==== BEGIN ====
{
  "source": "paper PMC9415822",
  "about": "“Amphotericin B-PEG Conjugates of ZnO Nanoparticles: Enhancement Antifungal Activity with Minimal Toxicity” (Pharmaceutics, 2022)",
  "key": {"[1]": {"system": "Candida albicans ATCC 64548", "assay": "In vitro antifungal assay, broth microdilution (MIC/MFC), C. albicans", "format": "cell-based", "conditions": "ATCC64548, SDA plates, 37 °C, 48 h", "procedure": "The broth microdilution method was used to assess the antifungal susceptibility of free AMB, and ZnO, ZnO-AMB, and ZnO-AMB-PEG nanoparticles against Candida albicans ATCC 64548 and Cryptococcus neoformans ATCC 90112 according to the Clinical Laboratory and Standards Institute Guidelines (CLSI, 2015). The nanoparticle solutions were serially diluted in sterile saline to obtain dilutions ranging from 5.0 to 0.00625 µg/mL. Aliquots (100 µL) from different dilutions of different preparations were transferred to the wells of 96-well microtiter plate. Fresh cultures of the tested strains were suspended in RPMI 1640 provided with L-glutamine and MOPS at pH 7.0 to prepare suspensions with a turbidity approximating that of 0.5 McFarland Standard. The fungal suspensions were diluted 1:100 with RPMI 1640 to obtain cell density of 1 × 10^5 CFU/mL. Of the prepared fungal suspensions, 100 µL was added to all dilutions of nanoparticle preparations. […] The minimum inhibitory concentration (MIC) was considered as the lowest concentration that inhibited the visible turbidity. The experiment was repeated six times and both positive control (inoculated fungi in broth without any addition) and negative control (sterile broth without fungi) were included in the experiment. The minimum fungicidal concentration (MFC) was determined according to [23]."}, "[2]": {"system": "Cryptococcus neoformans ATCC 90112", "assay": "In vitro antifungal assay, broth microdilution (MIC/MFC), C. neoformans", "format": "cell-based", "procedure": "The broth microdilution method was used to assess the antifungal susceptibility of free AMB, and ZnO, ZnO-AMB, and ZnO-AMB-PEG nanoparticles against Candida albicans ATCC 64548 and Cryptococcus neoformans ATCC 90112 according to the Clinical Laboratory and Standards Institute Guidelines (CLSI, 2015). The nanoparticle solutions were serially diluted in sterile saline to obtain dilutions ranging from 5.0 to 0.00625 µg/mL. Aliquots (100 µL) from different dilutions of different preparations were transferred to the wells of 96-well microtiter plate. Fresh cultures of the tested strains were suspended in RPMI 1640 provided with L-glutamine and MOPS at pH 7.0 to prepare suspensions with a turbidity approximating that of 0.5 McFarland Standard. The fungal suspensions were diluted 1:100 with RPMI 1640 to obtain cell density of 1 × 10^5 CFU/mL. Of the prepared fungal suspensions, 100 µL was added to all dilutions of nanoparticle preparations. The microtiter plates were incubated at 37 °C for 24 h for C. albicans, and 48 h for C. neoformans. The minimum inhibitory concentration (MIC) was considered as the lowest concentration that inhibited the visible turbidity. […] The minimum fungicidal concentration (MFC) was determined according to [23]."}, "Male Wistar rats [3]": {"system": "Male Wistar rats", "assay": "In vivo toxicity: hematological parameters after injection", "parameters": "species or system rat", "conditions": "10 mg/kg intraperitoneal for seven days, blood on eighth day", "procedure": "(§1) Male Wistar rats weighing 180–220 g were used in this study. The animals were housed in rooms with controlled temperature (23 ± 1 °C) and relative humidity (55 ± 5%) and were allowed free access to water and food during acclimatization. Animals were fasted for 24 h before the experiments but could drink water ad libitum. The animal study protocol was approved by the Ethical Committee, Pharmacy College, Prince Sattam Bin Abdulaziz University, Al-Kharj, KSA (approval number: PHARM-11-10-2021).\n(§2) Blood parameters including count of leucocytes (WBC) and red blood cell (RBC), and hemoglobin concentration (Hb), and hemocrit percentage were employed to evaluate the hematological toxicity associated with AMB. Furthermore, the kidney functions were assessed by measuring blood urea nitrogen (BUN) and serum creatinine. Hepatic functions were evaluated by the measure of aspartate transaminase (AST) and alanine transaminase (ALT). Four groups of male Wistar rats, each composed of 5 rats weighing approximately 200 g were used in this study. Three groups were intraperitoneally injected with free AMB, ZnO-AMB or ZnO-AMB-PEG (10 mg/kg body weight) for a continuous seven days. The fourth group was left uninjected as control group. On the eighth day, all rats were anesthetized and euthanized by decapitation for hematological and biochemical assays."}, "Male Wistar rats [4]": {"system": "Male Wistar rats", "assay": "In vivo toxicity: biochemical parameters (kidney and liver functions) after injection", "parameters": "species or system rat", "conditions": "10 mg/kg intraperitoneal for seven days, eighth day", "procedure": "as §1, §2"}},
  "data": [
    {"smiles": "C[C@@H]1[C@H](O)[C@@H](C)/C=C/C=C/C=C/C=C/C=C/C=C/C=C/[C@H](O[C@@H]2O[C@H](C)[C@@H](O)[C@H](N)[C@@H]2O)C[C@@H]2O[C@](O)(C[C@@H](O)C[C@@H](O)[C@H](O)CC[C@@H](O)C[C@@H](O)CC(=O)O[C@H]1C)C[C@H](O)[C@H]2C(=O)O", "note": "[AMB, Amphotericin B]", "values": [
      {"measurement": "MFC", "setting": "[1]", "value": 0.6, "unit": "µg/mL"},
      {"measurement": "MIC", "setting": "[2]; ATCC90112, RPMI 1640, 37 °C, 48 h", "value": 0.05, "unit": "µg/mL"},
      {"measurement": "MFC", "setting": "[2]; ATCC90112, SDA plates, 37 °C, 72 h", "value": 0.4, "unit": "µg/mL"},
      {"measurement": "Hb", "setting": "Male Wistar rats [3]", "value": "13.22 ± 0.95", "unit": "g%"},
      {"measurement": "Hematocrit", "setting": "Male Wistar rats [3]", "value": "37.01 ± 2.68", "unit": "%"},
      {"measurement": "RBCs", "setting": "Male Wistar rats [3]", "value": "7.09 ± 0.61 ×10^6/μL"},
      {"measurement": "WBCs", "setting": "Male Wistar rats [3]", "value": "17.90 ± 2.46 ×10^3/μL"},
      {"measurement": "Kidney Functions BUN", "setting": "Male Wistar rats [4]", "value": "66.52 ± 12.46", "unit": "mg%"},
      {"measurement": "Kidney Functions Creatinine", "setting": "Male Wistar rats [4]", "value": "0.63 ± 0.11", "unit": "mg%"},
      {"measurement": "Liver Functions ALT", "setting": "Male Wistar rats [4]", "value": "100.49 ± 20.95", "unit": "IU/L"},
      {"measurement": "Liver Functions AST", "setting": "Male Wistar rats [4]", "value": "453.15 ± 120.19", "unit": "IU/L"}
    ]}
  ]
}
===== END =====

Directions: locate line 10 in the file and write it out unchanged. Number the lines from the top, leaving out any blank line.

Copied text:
      {"measurement": "Hb", "setting": "Male Wistar rats [3]", "value": "13.22 ± 0.95", "unit": "g%"},